What is the best way to do this on the tax return? The following short checklist gives you an overview: 

  • Specify all share packages in the list of securities: enter all your shares in the list of securities with the relevant security number or ISIN number – including shares that do not have a quoted price and those traded outside of the stock exchange. The relevant market prices as of 31 December will then appear automatically. These market prices are considered part of your assets. The dates of purchase and sale must also be entered. If you hold many shares, this process may take a long time. For this reason, the majority of banks, including PostFinance, offer their customers tax statements that provide a detailed overview and help to simplify this process. These tax statements are subject to a fee. You should also include any shares that you have sold throughout the year.  
  • Specify your income: enter all your income from shares, other securities and your bank accounts under gross income in the list of securities on your tax return. You should also include any income from shares that you have resold throughout the year here. In the case of shares for which you have paid withholding tax, your canton will refund you the 35 percent by deducting the respective amount from your cantonal tax bill.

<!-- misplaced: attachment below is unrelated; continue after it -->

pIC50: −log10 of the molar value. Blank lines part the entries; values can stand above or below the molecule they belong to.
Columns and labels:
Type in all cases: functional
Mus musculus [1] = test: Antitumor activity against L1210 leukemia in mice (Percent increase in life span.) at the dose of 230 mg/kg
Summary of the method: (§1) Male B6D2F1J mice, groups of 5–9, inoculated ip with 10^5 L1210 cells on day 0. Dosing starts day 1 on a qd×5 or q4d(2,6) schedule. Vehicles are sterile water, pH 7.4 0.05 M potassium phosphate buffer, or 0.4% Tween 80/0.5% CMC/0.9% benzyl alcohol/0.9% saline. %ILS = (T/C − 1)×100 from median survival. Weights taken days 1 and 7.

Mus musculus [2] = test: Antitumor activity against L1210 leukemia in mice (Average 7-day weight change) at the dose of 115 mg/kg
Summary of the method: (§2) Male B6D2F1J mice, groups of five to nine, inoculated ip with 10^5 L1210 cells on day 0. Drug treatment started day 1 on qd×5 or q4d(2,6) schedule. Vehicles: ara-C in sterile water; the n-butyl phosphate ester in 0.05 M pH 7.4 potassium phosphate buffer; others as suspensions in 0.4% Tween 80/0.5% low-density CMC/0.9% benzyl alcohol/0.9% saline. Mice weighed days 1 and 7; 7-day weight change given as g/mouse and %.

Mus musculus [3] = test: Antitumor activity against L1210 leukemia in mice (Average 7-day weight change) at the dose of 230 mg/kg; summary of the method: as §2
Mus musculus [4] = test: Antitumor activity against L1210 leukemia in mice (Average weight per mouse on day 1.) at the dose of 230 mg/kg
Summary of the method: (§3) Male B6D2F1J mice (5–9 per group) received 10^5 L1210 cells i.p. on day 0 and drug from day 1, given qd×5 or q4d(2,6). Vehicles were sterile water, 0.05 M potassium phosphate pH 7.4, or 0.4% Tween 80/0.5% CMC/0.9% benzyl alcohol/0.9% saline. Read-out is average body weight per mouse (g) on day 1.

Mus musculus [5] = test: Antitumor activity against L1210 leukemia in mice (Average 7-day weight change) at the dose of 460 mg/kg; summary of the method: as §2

This information does not just apply to Swiss shares – the same things should be taken into account for foreign shares on your tax return too. However, dividends, interest and licence fees from foreign sources are taxed both in Switzerland and – in some cases – by an additional tax at source in the country of origin. As a result, there is the risk of international double taxation. Depending on the double taxation agreement with the country of origin for the shares, this can be avoided by applying for the foreign tax at source to be offset against your Swiss taxes. You can find more information about this from your relevant tax authority.